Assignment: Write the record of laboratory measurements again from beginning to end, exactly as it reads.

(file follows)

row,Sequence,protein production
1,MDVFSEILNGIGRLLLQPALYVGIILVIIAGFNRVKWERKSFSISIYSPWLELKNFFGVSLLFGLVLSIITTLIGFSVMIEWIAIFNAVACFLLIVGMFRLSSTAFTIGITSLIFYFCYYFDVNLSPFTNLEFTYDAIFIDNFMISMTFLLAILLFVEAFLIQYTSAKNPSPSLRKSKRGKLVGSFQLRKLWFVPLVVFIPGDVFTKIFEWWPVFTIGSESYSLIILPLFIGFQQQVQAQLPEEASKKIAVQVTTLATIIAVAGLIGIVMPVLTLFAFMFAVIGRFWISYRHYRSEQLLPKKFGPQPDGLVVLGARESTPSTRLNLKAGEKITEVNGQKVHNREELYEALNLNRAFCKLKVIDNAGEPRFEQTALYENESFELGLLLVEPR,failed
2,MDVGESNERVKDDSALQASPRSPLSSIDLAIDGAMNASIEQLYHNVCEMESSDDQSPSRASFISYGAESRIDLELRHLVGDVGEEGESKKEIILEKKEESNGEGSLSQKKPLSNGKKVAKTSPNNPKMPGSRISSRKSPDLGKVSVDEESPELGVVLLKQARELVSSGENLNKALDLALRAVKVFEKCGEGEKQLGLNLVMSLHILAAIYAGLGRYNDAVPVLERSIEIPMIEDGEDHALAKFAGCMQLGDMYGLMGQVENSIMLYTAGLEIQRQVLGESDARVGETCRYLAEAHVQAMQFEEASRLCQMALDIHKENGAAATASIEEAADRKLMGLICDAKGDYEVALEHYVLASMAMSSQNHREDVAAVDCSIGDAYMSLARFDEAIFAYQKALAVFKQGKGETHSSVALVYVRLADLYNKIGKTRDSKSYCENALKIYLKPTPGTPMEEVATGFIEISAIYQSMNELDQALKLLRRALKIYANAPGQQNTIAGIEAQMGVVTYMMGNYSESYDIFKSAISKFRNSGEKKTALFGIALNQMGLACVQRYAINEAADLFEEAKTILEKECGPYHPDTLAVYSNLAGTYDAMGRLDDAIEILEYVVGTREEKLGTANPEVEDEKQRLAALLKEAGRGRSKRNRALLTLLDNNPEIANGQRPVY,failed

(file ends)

row,Sequence,protein production
1,MDVFSEILNGIGRLLLQPALYVGIILVIIAGFNRVKWERKSFSISIYSPWLELKNFFGVSLLFGLVLSIITTLIGFSVMIEWIAIFNAVACFLLIVGMFRLSSTAFTIGITSLIFYFCYYFDVNLSPFTNLEFTYDAIFIDNFMISMTFLLAILLFVEAFLIQYTSAKNPSPSLRKSKRGKLVGSFQLRKLWFVPLVVFIPGDVFTKIFEWWPVFTIGSESYSLIILPLFIGFQQQVQAQLPEEASKKIAVQVTTLATIIAVAGLIGIVMPVLTLFAFMFAVIGRFWISYRHYRSEQLLPKKFGPQPDGLVVLGARESTPSTRLNLKAGEKITEVNGQKVHNREELYEALNLNRAFCKLKVIDNAGEPRFEQTALYENESFELGLLLVEPR,failed
2,MDVGESNERVKDDSALQASPRSPLSSIDLAIDGAMNASIEQLYHNVCEMESSDDQSPSRASFISYGAESRIDLELRHLVGDVGEEGESKKEIILEKKEESNGEGSLSQKKPLSNGKKVAKTSPNNPKMPGSRISSRKSPDLGKVSVDEESPELGVVLLKQARELVSSGENLNKALDLALRAVKVFEKCGEGEKQLGLNLVMSLHILAAIYAGLGRYNDAVPVLERSIEIPMIEDGEDHALAKFAGCMQLGDMYGLMGQVENSIMLYTAGLEIQRQVLGESDARVGETCRYLAEAHVQAMQFEEASRLCQMALDIHKENGAAATASIEEAADRKLMGLICDAKGDYEVALEHYVLASMAMSSQNHREDVAAVDCSIGDAYMSLARFDEAIFAYQKALAVFKQGKGETHSSVALVYVRLADLYNKIGKTRDSKSYCENALKIYLKPTPGTPMEEVATGFIEISAIYQSMNELDQALKLLRRALKIYANAPGQQNTIAGIEAQMGVVTYMMGNYSESYDIFKSAISKFRNSGEKKTALFGIALNQMGLACVQRYAINEAADLFEEAKTILEKECGPYHPDTLAVYSNLAGTYDAMGRLDDAIEILEYVVGTREEKLGTANPEVEDEKQRLAALLKEAGRGRSKRNRALLTLLDNNPEIANGQRPVY,failed